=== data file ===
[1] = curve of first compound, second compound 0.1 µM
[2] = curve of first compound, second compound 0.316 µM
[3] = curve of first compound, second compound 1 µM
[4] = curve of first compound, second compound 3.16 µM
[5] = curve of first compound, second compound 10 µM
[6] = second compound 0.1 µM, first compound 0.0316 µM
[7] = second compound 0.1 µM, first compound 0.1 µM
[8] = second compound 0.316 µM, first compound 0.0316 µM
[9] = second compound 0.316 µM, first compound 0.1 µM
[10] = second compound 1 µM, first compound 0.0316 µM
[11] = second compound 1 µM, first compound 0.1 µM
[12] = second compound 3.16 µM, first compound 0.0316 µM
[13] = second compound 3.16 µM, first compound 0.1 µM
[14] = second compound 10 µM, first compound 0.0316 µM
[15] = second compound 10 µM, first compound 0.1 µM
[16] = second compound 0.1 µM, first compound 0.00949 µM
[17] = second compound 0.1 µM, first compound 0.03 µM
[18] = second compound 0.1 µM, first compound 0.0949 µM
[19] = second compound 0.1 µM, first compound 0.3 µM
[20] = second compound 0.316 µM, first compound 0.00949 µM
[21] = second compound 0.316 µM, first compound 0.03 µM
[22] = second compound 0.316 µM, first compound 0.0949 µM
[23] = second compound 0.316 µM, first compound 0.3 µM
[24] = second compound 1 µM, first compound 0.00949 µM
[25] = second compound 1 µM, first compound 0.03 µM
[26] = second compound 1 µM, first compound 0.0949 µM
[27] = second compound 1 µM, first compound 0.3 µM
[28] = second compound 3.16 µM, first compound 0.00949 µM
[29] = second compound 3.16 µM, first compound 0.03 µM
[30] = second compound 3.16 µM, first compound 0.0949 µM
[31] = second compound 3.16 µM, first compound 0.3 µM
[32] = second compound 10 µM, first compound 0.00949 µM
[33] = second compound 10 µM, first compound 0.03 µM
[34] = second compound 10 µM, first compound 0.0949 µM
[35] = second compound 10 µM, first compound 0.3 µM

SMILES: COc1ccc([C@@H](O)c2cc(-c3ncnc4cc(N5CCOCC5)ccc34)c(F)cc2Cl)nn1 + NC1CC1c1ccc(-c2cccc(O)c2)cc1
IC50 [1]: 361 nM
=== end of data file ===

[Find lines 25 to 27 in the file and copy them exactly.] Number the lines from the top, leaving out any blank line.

[25] = second compound 1 µM, first compound 0.03 µM
[26] = second compound 1 µM, first compound 0.0949 µM
[27] = second compound 1 µM, first compound 0.3 µM